In what ways do missionary lenses help bring out the beauty of the church for those who may struggle to overlook its blemishes?
It begins with the church recognizing it is something to be displaying the gospel, not merely collecting people who think along the same doctrinal lines. As we gather to reinforce a biblical way of living that includes doctrinal refinement, the church also exhibits a commissioning at the end of each Sunday gathering that we are the church just in a scattered form. And as we scatter, each of us is called, as disciples, to be disciple makers in the spaces and spheres we are sent to.
If we continue to have those important doctrinal discussions within the church—seeking to be challenged and chastened by the biblical storyline and its implications for living and considering how it transforms both our gathering and our scattering—that’s going to reshape even the language we use in our gathering to make the beauty of the gospel something compelling even when it’s challenging. But sometimes we’re satisfied to let it be challenging and confronting of the broader culture in ways that are more eager to win a point than they are to provide a more beautiful alternative in the gospel.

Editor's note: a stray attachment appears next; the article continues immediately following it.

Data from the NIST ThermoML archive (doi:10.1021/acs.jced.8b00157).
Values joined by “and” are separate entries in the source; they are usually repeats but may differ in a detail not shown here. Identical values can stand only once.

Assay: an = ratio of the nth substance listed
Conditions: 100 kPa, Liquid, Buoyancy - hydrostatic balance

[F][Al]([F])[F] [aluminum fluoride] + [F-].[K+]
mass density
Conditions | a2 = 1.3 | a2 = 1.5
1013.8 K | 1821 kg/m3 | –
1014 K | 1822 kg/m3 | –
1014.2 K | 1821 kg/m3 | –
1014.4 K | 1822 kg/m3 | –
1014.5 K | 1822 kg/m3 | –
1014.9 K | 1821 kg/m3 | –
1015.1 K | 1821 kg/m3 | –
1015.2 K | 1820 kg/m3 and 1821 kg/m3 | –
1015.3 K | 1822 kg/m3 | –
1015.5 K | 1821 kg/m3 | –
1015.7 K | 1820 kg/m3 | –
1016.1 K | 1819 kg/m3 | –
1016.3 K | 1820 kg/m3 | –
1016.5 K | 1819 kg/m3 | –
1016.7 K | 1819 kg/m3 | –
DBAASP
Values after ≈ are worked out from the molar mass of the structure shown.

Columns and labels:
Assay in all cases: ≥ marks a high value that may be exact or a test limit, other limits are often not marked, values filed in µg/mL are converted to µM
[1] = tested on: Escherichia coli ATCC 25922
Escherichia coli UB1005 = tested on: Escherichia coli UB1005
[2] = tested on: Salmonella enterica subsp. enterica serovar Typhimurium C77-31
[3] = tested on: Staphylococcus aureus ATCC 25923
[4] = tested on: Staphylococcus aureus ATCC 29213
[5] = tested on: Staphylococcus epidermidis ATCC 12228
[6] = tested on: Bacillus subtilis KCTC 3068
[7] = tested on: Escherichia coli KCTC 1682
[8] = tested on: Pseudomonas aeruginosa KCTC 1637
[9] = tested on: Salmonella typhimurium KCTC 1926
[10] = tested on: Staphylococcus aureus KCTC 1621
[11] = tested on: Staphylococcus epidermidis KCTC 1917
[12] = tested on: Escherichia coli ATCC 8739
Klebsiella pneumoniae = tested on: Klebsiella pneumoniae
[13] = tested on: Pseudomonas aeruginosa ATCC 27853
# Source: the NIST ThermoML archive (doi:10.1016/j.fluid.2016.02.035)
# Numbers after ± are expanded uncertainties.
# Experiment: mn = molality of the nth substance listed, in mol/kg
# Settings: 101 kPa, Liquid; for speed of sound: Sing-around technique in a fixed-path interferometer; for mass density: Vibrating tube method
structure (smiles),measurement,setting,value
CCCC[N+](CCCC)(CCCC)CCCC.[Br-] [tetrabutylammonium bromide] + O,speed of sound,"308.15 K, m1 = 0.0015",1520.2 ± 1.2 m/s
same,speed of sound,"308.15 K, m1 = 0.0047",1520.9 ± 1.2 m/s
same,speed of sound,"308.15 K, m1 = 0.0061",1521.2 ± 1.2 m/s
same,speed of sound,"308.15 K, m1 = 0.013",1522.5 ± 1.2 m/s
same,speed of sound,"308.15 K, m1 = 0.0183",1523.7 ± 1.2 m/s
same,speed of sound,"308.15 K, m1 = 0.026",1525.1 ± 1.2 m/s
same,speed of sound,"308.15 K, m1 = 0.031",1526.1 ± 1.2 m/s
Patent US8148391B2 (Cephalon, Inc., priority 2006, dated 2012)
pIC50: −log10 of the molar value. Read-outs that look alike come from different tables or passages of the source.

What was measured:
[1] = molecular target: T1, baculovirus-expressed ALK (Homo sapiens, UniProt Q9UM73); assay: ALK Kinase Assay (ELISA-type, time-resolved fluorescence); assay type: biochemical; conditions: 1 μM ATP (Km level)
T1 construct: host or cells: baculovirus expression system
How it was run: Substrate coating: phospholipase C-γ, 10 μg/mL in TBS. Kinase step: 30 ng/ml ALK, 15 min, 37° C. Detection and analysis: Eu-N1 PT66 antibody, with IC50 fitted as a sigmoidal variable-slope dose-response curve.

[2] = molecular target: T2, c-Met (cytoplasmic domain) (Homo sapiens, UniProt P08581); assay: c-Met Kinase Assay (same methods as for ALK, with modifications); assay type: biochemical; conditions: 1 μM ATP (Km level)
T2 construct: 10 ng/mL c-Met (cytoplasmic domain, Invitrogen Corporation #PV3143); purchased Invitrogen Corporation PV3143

How do missionary lenses help believers inspect the church to make sure it rightly reflects God’s plan for the church for generations to come?
“Missionary” is not just a disposition we take on when we depart, but it’s a sense of saying, “We are a people uniquely gathered for the purpose of living out a story that’s going to run contrary to everything our broader culture will tell and to the things we’ve smuggled in in our own hearts that are tainted by the flesh.” So, we must begin by being confronted by our missionary God who is not content to leave us in the condition our sinful flesh would have us in. We receive the gospel and its implications afresh as we gather. As a missionary intends to bring the gospel to a foreign place to see it challenge those worldviews, so too, are we bringing our own worldviews to be challenged as we gather.“As a missionary intends to bring the gospel to a foreign place to see it challenge those worldviews, so too, are we bringing our own worldviews to be challenged as we gather.” — @MABennett82 Click To Tweet